I followed the turquoise-coloured river Otta southeast. During the day I rode on hilly small roads on the quiet side of the river, and at night I sometimes switched to pedaling on the speedier E6 when there was no traffic. There was about a week of Norway left before I'd the border into Sweden.
Most of the way was farmland and habitation, and the camera rarely came out of the bag. At least at night the world can look more interesting. I saw auroras in the horizon again. Although the light pollution ruined almost all photo attempts, it was nice to cycle under the green lights in the Norwegian farmlands. Later one of my campsites had a great view of the lights of Lillehammer:
Between Hamar and Elverum I was camping in a forest behind a rest stop. I had arrived very late in the cover of darkness, as was often the case. Highway 3 had been pleasant to cycle at night, but the afternoon showed a very different side to it. The traffic was absolutely crazy. I can’t remember ever cycling with so many cars. It was Friday at 3pm, so the rush was caused by everyone from Oslo and other cities heading towards the country for the weekend.
The road was narrow and both lanes were full, so there weren’t safe places to pass me. I had to cycle in short bursts. First a few hundred meters of frantic pedalling, then quickly getting off the road when my mirror showed a dangerous amount of cars behind. When I eventually made it to the beginning of a bicycle lane, it was on the other side of the road. It took me 15 minutes of waiting for enough of a gap to cross the damn road! If this is a taste of what’s to come in Germany and the rest of Europe, I really need to start planning my routes more carefully.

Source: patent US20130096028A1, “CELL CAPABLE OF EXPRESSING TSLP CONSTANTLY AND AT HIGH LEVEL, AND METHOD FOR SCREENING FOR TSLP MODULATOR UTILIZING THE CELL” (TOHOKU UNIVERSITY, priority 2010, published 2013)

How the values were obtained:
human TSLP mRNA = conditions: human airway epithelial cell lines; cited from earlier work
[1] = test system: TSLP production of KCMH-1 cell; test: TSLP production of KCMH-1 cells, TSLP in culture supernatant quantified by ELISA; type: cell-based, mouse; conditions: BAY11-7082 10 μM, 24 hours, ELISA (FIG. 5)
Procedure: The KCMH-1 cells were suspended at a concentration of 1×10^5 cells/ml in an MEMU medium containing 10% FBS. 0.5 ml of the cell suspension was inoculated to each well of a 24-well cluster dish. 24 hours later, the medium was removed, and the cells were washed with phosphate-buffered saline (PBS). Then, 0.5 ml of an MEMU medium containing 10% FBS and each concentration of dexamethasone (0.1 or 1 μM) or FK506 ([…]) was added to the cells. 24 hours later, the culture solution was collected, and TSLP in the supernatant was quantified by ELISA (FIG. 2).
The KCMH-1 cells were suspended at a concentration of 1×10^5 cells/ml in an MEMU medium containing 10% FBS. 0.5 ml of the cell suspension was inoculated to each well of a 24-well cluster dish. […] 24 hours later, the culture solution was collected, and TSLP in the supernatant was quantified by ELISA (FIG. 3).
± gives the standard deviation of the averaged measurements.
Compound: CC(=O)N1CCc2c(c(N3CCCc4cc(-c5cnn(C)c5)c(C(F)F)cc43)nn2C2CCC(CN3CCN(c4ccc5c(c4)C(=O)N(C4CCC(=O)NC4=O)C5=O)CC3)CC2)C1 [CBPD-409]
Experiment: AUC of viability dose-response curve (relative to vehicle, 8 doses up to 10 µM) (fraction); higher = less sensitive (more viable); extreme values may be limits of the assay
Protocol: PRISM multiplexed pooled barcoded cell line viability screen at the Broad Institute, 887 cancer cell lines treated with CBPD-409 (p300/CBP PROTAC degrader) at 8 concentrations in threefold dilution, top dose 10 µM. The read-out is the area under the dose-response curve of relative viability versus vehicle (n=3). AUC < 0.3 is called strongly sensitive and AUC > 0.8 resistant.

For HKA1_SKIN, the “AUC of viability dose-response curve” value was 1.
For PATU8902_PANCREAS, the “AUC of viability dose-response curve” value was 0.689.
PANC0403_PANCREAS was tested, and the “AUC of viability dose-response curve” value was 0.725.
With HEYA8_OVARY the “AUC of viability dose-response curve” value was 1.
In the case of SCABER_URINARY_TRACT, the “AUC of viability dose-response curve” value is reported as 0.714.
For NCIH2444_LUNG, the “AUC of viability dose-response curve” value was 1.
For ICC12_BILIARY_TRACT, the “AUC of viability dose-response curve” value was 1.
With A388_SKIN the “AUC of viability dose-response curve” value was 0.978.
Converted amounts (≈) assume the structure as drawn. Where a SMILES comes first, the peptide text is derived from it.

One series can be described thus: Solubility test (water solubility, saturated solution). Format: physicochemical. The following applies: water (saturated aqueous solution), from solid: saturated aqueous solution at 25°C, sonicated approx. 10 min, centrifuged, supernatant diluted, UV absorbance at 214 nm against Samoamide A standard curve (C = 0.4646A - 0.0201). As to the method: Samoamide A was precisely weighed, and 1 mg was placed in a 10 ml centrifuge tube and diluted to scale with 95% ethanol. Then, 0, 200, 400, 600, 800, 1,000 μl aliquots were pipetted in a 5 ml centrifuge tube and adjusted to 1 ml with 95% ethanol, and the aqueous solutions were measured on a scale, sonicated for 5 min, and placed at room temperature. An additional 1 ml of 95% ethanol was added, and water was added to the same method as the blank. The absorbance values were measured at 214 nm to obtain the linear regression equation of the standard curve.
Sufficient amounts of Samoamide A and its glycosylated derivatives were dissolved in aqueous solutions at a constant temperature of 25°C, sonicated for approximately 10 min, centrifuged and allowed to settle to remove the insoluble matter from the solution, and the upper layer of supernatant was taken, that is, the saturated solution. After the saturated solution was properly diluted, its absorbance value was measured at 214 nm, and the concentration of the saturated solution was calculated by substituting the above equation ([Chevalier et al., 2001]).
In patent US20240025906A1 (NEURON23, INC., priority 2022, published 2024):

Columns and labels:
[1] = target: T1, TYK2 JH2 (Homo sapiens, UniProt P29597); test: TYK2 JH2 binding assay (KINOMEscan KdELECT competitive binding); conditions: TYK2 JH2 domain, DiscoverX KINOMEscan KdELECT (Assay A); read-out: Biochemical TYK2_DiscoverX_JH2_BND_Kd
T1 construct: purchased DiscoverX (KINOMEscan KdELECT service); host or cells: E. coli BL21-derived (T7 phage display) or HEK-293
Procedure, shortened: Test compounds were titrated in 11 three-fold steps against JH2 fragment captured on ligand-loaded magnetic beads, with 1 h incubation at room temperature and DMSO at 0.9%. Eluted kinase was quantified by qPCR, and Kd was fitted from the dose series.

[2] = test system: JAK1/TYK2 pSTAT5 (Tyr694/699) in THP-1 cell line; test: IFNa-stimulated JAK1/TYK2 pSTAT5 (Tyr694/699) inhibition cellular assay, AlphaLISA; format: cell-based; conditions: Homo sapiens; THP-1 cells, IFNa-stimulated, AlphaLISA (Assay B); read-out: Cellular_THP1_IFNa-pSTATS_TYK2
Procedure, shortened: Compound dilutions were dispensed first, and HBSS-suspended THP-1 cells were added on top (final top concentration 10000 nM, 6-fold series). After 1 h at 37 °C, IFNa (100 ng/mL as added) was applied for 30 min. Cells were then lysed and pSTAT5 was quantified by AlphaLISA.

One morning began with a surprise when two teenage girls on horses rode past my campsite. That doesn’t happen often. And before they’d even disappeared from view, my mind started to wander. What would it be like to do a trip on a horse, like in the old days? Maybe one day I should take a break from cycling and ride a horse around Kazakhstan. Or Mongolia.
For some reason thoughts like these always arise automatically. Even though I know nothing about Kazakhstan or Mongolia. Or horses for that matter. I wonder if there’s some gene that is responsible for this kind of adventure mentality that tries to take everything towards the extremes? I can barely heard the word 'boat' without immediately thinking about sailing around the world.
There must be some kind of source for this mindset. Whatever gene or gut bacteria causes such ideas, I have it.